Chelsea has managed to do something few thought could be possible: Spend $1 billion on players and not get any better.
In fact, there’s a case to be made that the team which still held the status of European champion as recently as 18 months ago has deteriorated after an unprecedented spending spree that stunned the soccer world.
Approaching the halfway stage of the Premier League campaign, Chelsea is languishing in 12th place — sandwiched between Wolverhampton and Brentford — having finished last season in the exact same position.
That despite spending $280 million in the summer of 2022, $350 million in January this year and more than $400 million in the most recent offseason.
Turns out Chelsea might need to spend some more.
“Our reality now is midtable,” Chelsea manager Mauricio Pochettino said after the team’s 2-0 loss at Everton on Sunday that exposed many of its underlying problems. “And if we want to go up, we have to push ourselves.
“When the transfer window opens, (we will) see what we can do.”
The alarming thing is that Chelsea's heavily transformed squad still looks short in key areas despite the huge outlay on 29 players since May 2022, mostly on long contracts to spread “amortization” costs of transfer fees.
Pochettino has only had one fit senior striker to call on for most of this season — and that is Nicolas Jackson, a raw, 22-year-old Senegal international signed on the back of a strong second half of last season at Villarreal. Jackson’s finishing has been erratic and he has struggled to cope with the demands of leading the attack of a much-scrutinized team at such an early stage of his career.
Plenty was expected of France striker Christopher Nkunku but he hasn’t been seen since sustaining a serious knee problem in preseason, while Armando Broja has been in and out because of injuries.
Chelsea managed 16 shots against Everton but only four were on target.
Meanwhile, at the other end of the field, the defense is being held together by a 39-year-old, Thiago Silva, who had to be rested against Everton because it was Chelsea’s third game in a week.
Center backs Axel Disasi and Benoit Badiashile were both plucked from French club Monaco this year but have yet to establish themselves. Reece James, the newly appointed captain, was forced off against Everton with the latest in a long line of injuries — it was a hamstring issue this time — and left back Ben Chilwell is also currently sidelined through injury.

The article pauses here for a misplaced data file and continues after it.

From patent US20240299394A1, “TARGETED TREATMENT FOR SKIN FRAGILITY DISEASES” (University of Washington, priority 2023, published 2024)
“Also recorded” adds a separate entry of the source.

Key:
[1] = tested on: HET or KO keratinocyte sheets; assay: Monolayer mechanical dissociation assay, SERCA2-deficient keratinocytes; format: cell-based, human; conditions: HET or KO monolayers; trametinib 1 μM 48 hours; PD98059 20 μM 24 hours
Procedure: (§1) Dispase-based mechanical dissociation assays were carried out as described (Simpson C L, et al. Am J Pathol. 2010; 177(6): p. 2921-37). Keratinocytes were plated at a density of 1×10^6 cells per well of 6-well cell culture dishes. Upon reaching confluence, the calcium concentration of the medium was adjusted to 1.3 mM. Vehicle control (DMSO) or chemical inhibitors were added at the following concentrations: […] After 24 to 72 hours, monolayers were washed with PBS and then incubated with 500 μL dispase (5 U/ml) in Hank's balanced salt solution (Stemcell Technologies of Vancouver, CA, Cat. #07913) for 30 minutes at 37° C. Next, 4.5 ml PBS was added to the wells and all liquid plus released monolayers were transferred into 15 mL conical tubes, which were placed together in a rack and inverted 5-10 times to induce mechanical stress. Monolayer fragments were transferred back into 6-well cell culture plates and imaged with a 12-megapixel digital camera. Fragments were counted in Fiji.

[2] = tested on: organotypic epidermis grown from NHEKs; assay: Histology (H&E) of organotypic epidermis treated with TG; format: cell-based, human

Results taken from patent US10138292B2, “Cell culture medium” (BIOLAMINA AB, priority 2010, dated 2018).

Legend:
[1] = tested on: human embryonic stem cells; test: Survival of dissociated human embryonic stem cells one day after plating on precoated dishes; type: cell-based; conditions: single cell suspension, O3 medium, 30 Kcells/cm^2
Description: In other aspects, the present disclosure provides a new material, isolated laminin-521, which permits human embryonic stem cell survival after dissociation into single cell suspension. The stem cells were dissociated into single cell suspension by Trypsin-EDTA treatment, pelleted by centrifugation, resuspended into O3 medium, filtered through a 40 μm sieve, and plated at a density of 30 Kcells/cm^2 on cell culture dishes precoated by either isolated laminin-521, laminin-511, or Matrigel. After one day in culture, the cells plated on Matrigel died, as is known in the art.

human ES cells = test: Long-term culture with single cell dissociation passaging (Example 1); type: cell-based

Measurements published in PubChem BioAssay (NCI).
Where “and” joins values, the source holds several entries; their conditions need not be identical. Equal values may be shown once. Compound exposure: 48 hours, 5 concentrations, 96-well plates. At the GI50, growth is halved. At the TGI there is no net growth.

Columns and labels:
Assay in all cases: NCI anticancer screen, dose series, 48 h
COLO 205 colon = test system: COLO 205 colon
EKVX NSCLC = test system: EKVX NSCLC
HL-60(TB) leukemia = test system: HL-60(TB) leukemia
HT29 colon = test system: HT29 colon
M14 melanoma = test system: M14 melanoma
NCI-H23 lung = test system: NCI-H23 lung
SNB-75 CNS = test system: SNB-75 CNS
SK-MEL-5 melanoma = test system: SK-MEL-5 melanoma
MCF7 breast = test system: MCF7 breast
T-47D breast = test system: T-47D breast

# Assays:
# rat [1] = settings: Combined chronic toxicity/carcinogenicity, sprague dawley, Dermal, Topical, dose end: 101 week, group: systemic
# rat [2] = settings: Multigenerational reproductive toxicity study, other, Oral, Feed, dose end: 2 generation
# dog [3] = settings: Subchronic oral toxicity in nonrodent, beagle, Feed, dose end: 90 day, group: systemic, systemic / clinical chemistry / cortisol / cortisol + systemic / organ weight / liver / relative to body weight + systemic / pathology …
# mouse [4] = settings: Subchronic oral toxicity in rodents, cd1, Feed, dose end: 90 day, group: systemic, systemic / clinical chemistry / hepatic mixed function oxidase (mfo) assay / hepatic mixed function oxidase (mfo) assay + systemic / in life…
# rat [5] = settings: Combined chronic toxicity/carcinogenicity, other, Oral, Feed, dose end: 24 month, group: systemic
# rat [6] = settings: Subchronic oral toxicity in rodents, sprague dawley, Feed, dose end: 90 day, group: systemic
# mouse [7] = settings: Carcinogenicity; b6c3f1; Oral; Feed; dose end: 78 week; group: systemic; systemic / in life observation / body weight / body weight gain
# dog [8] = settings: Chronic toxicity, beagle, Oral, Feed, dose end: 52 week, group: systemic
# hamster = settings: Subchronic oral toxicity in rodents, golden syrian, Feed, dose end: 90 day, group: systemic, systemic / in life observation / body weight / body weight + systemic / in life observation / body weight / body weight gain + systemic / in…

In goal, Robert Sanchez is somehow Chelsea’s first-choice goalkeeper having ended last season as Brighton’s No. 2 goalie.
The only area where Chelsea has enviable quality is central midfield, yet the axis of Enzo Fernandez and Moises Caicedo — who cost around $275 million, combined — behind Conor Gallagher as the attacking midfielder has yet to fully gel. Caicedo, in particular, has not reproduced the performances he had for Brighton last season.
Pochettino said the Chelsea project funded by Todd Boehly and Clearlake Capital required patience. Shrewder purchases in the transfer market are surely needed, too.
“It is a new project, a new team with too many circumstances against us,” Pochettino said. “That’s the reality — too many problems and circumstances from the beginning of the season.
“It’s not as easy to build something new. That is why it is about being strong in what we assess and be clever and take decisions to try to improve in the second part of the season, to be more competitive and get the results a club like Chelsea deserves.”
The big-spending new owners cannot have foreseen having back-to-back seasons outside the lucrative Champions League, though, and that looks increasingly likely even if there’s a chance England has five teams in Europe’s top competition that expands to 36 clubs next year.
Unlike Tottenham, for example, Chelsea isn’t making the most of not being in any European competitions this season. Pochettino typically has a full week to prepare for matches but it hardly shows — the team has won just five of its 16 matches in the league.
The upcoming schedule for Chelsea during the packed festive calendar in English soccer looks benign, on paper anyway, and should offer a chance to climb up the standings. Sheffield United, Wolverhampton, Crystal Palace and Luton are the opponents before the turn of the year, all of whom are below Chelsea in the table.
If Chelsea is still in the bottom half of the standings heading into 2024, serious questions will be asked of Pochettino — and panic will surely be spreading through the boardroom at Stamford Bridge about a bold transfer strategy that, as it stands, has gone wrong.